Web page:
Analysis: Israel's main Muslim ally is switching sides
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Turkey’s decision to bar Israel from a joint air force drill is part of the Turkish government’s new anti-Israel policy.
Turkey, which was the first Muslim country to recognise Israel as a state, has for many years been Israel’s closest Muslim ally. The countries do more than $3 billion in trade a year, co-operate on defence issues, and Turkey is a favoured destination for Israeli tourists.
However, the government has essentially launched an anti-Israel campaign since the Gaza offensive in January.
At the World Economic Forum in Davos in February, PM Recep Tayyip Erdogan made angry remarks over the Gaza issue during a panel discussion with Israeli President Shimon Peres, and then walked off stage. This was a turning point in Israeli-Turkish relations.
President Abdullah Gul, who was supposed to visit Israel in the summer, failed to do so. Foreign Minister Ahmet Davutoglu, who was invited to Israel last month, insisted on visiting Gaza as well, an idea Israel strongly resisted. Eventually he cancelled the visit altogether.
Mr Erdogan continued blasting Israel internationally, most recently at the UN General Assembly, where he blamed Israel for the continuation of the human drama in Gaza and the international community for not intervening. At the same time, Mr Erdogan met a group of 50 US Jewish leaders, intending to mend fences with Israel and American Jews. But that meeting also turned sour after the PM’s harsh anti-Israeli remarks over Gaza.
In a recent statement Foreign Minister Davutoglu made it clear that relations with Israel could only get back on track when Israel changed its policy on Gaza.
The government’s decision to cancel the air exercise was motivated by the same policy of keeping the Jewish state at arm’s length. What surprised many here is the fact that the military, which has always been sympathetic to Israel, submitted to the government’s decision. In the past there have been instances when it continued to maintain its ties with its Israeli counterpart despite a more hostile attitude from the civilian power.
In this case, however, the government knew it had the public’s backing, as the media and political circles have expressed opposition to “opening Turkey’s skies to Israeli fighters, which bombed the innocent Palestinian people in Gaza”.
A Turkish official who spoke on condition of anonymity said that “our expectation is that Turkey’s moves will influence Israel to change its policy and set an example to other countries, particularly in the West, to show their interest in the Palestinians’ plight and their reaction against Israel’s behaviour with deeds rather than words”.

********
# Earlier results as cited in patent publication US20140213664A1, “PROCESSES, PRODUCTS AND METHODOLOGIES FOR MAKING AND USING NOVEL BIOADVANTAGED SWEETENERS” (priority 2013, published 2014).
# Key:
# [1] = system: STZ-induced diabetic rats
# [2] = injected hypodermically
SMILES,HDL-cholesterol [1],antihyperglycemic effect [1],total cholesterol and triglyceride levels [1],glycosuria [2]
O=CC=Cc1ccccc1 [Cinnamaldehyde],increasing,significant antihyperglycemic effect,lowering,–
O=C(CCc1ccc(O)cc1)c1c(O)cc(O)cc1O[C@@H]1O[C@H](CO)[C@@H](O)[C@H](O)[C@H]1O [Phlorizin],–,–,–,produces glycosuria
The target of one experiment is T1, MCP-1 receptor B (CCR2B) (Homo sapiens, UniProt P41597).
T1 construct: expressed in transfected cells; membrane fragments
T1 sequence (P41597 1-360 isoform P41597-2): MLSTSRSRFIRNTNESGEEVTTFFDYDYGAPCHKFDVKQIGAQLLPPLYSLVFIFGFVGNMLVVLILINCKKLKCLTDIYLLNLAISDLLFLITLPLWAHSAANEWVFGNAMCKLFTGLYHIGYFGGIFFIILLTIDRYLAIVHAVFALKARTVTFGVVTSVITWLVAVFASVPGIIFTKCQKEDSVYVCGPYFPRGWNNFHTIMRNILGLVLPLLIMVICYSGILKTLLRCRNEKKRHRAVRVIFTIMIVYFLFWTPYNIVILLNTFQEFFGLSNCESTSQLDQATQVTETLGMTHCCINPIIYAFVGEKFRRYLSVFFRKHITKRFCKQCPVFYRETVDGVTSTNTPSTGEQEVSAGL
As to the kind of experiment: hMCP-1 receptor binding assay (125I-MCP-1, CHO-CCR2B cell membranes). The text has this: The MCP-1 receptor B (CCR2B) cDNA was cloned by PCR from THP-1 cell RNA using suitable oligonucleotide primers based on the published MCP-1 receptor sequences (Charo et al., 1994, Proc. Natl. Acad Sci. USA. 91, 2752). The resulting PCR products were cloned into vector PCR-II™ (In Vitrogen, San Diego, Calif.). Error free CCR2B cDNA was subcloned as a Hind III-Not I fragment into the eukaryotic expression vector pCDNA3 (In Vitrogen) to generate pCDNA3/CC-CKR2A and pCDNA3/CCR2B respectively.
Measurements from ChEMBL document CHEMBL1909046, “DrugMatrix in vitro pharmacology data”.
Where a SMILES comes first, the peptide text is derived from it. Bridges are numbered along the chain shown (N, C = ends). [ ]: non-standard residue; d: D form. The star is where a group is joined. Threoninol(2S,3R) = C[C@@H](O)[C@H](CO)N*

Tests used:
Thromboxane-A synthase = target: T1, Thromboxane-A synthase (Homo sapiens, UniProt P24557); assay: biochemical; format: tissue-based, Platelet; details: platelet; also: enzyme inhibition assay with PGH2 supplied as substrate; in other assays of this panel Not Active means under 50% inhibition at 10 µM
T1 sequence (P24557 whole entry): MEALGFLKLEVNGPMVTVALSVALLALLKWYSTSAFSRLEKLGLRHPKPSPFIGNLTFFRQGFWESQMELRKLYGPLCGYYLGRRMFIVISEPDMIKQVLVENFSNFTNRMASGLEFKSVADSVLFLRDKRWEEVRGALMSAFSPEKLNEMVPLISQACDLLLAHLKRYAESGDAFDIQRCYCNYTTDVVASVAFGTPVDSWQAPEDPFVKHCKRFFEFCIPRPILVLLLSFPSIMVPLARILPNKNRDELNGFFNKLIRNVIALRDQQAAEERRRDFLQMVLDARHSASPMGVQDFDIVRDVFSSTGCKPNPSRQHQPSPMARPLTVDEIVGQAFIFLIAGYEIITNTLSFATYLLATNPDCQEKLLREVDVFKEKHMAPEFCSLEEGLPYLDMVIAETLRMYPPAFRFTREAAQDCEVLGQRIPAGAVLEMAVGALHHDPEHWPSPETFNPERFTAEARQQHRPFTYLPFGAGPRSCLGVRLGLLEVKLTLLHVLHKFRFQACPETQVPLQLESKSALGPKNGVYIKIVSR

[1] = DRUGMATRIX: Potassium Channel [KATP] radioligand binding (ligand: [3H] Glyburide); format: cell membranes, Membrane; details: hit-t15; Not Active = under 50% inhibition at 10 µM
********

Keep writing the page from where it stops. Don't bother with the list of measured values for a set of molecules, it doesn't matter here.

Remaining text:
There are several reasons for the change in Turkish attitudes.
First, the ruling Justice and Development Party (AKP) has pro-Islamic tendencies. Although a pragmatist, Mr Erdogan takes pains to show his affinity with the Arab and Islamic world. He has taken the events in Gaza very seriously, thus satisfying the large number of Turks who sympathise with the Palestinians and are angry at Israel. This includes opposition parties and their supporters. No wonder that Mr Erdogan was received as a hero here when he returned home from Davos in February.
Second, the government’s international orientation has shifted from a close alignment with the West to a “multi-dimensional foreign policy”. Although Turkey is still an active member of Nato and aspires to join the EU, it has recently focused on developing ties with regional countries and particularly Arab and Islamic states.
In this case, Ankara was afraid of angering Syria and Iran with a NATO exercise which included Israel. Mr Davutoglu visited Syria this week and Mr Erdogan is due to visit Iran next week, and so the timing was particularly sensitive.
On Monday, the Syrian foreign minister disclosed that Syria and Turkey conducted a joint military exercise last week near Ankara.
In general, the Erdogan government has tried to assume a more active regional role. Encouraged by his new status as a regional player, Mr Erdogan looks at relations with Israel from a stronger position and feels he can afford to take a firm — or harsh — attitude towards Israel.According to the same official, “the feeling is that Israel now needs Turkey more than Turkey needs Israel”.
Sami Kohen is the JC’s Turkey correspondent